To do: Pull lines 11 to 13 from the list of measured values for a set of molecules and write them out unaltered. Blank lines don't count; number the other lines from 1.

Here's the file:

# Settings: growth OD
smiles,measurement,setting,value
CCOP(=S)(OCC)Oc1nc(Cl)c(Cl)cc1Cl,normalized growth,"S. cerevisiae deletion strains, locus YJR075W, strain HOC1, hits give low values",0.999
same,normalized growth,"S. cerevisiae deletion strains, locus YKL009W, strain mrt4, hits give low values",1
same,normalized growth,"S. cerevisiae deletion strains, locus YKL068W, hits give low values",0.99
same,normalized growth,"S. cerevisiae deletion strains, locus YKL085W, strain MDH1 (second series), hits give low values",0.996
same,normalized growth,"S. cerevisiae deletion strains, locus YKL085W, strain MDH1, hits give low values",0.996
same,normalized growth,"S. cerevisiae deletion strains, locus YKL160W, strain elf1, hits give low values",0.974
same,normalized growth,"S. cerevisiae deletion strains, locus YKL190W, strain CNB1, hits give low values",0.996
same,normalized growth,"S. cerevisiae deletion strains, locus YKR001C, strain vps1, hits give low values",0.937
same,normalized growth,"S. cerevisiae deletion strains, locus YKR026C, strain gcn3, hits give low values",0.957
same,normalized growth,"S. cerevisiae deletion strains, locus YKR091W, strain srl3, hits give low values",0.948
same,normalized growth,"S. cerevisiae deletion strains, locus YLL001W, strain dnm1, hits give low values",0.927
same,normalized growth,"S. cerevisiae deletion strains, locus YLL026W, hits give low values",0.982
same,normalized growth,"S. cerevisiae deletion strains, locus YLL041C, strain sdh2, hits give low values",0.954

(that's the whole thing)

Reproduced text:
same,normalized growth,"S. cerevisiae deletion strains, locus YKR026C, strain gcn3, hits give low values",0.957
same,normalized growth,"S. cerevisiae deletion strains, locus YKR091W, strain srl3, hits give low values",0.948
same,normalized growth,"S. cerevisiae deletion strains, locus YLL001W, strain dnm1, hits give low values",0.927